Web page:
The daughter of Canadian actor Christopher Plummer and American stage actress Tammy Grimes, Amanda Plummer grew up on the East Coast with a love of horseback riding and literature. After studying at Middlebury College and the Neighborhood Playhouse, she settled into an acting company in Massachusetts. Plummer made her film debut in the 1981 Western Cattle Annie and Little Britches opposite Burt Lancaster. Working on Broadway, she won the Tony and the Drama Desk award for her performance as Agnes in the 1982 stage production of Agnes of God. She lost the role in the film version to Meg Tilly and stayed in the theater. Some of her stage credits include The Glass Menagerie, You Never Can Tell, and A Taste of Honey. She earned another Tony nomination for her performance in Pygmalion, opposite Peter O'Toole. On television, she earned an Emmy nomination for her recurring role of mentally challenged Alice on L.A. Law.
Plummer's feature film work would consist of playing small, fragile, almost invisible characters who nevertheless leave a big impression. On the big screen, Plummer displayed her silent intensity in the non-speaking role of Ellen James in The World According to Garp (1982). She also created the interesting, if little-seen, character of Dagmar in John Patrick Shanley's Joe Versus the Volcano (1990). Her big film breakthrough came about in 1991 in Terry Gilliam's The Fisher King. She played awkward and plain office worker Lydia Sinclair, who inspires the love of a homeless man played by Robin Williams. The next year, she earned her first Emmy award for her role of concentration camp survivor Lusia Weiss in the post-war drama Miss Rose White (1992), a made-for-TV adaptation of an off-Broadway play. In feature films during the late '90s, Plummer often played slightly off-kilter women just on the verge of violent behavior. She was a disturbed sister in So I Married an Axe Murderer and an semi-balanced Castle Rock resident in Needful Things (both 1993). In 1994, she played a partner-in-crime with Tim Roth in Quentin Tarantino's Pulp Fiction. As the gun-pointing Honey Bunny, Plummer gained a lot of exposure with a minimum of screen time. The next year, she played a serial killer in Michael Winterbottom's Butterfly Kiss (1995).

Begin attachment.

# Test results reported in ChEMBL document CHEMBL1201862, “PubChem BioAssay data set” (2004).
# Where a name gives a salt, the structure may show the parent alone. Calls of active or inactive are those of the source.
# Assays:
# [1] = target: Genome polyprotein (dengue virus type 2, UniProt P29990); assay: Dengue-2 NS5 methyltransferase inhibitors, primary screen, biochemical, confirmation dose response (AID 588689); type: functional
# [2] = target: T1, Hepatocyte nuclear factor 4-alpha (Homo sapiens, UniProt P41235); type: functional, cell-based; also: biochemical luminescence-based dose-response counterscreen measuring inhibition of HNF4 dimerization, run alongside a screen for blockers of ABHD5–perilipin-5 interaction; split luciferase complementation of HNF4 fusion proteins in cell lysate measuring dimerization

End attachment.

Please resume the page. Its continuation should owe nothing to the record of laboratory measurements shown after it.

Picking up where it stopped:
Returning to television, Plummer earned another Emmy for the role of Professor Theresa Given in a 1996 episode of Showtime's The Outer Limits. For the rest of the '90s, she continued portraying delicately damaged characters in small independent films like Matthew Bright's Freeway (1996) and Peter Cohn's Drunks (1997). She also appeared in the family film A Simple Wish (1997) and lent her voice to the TV series Stories From My Childhood as well as the animated feature Hercules (1997). In 1999, Plummer revisited her earlier days as a horseback rider to play a member of the title harem in Peter Greenaway's bizarre 8 1/2 Women (1999). In 2003, she played Sarah Polley's food-obsessed co-worker in My Life Without Me. Plummer's projects for 2004 included the horror film Satan's Little Helper and Tobe Hooper's Brew. And while the majority of films Plummer appeared in throughout the early 2000s were generally unremarkable, the veteran actress did make headlines when it was announced that she would play the role of Wiress, a key ally of Katniss Everdeen, in the highly anticipated sequel The Hunger Games: Catching Fire.